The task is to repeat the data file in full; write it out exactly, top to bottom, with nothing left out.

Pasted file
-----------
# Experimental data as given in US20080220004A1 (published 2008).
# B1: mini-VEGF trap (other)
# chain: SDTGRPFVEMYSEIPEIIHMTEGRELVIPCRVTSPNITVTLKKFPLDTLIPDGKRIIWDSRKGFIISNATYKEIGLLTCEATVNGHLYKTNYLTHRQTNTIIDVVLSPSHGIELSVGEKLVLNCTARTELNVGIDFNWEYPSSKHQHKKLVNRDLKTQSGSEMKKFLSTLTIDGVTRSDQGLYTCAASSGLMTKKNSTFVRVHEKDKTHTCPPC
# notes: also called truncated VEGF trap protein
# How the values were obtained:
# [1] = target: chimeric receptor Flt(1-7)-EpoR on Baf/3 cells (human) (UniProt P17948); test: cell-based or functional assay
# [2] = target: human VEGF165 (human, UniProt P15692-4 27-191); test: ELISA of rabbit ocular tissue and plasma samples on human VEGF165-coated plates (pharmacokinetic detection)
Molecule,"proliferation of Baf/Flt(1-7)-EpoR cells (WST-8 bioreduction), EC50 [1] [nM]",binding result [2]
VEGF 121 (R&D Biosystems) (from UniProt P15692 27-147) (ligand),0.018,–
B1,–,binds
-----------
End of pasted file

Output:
# Experimental data as given in US20080220004A1 (published 2008).
# B1: mini-VEGF trap (other)
# chain: SDTGRPFVEMYSEIPEIIHMTEGRELVIPCRVTSPNITVTLKKFPLDTLIPDGKRIIWDSRKGFIISNATYKEIGLLTCEATVNGHLYKTNYLTHRQTNTIIDVVLSPSHGIELSVGEKLVLNCTARTELNVGIDFNWEYPSSKHQHKKLVNRDLKTQSGSEMKKFLSTLTIDGVTRSDQGLYTCAASSGLMTKKNSTFVRVHEKDKTHTCPPC
# notes: also called truncated VEGF trap protein
# How the values were obtained:
# [1] = target: chimeric receptor Flt(1-7)-EpoR on Baf/3 cells (human) (UniProt P17948); test: cell-based or functional assay
# [2] = target: human VEGF165 (human, UniProt P15692-4 27-191); test: ELISA of rabbit ocular tissue and plasma samples on human VEGF165-coated plates (pharmacokinetic detection)
Molecule,"proliferation of Baf/Flt(1-7)-EpoR cells (WST-8 bioreduction), EC50 [1] [nM]",binding result [2]
VEGF 121 (R&D Biosystems) (from UniProt P15692 27-147) (ligand),0.018,–
B1,–,binds